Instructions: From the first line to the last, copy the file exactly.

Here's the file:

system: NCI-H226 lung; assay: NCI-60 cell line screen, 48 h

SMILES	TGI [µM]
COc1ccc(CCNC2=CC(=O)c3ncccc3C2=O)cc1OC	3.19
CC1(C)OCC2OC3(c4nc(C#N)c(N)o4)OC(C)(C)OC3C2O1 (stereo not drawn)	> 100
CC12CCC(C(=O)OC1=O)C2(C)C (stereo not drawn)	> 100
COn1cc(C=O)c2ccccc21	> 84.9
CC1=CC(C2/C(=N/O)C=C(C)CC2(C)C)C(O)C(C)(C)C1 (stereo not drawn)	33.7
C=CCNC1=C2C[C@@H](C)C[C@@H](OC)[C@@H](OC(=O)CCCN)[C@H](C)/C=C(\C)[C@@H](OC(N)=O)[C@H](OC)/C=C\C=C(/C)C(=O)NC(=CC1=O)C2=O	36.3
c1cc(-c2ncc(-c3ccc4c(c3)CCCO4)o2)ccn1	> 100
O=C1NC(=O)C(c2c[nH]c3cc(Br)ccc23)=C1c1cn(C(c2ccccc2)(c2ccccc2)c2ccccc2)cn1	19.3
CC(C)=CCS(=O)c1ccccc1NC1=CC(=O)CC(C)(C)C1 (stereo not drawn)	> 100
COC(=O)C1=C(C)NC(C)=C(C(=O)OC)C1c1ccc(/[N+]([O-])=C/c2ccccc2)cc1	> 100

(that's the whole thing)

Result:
system: NCI-H226 lung; assay: NCI-60 cell line screen, 48 h

SMILES	TGI [µM]
COc1ccc(CCNC2=CC(=O)c3ncccc3C2=O)cc1OC	3.19
CC1(C)OCC2OC3(c4nc(C#N)c(N)o4)OC(C)(C)OC3C2O1 (stereo not drawn)	> 100
CC12CCC(C(=O)OC1=O)C2(C)C (stereo not drawn)	> 100
COn1cc(C=O)c2ccccc21	> 84.9
CC1=CC(C2/C(=N/O)C=C(C)CC2(C)C)C(O)C(C)(C)C1 (stereo not drawn)	33.7
C=CCNC1=C2C[C@@H](C)C[C@@H](OC)[C@@H](OC(=O)CCCN)[C@H](C)/C=C(\C)[C@@H](OC(N)=O)[C@H](OC)/C=C\C=C(/C)C(=O)NC(=CC1=O)C2=O	36.3
c1cc(-c2ncc(-c3ccc4c(c3)CCCO4)o2)ccn1	> 100
O=C1NC(=O)C(c2c[nH]c3cc(Br)ccc23)=C1c1cn(C(c2ccccc2)(c2ccccc2)c2ccccc2)cn1	19.3
CC(C)=CCS(=O)c1ccccc1NC1=CC(=O)CC(C)(C)C1 (stereo not drawn)	> 100
COC(=O)C1=C(C)NC(C)=C(C(=O)OC)C1c1ccc(/[N+]([O-])=C/c2ccccc2)cc1	> 100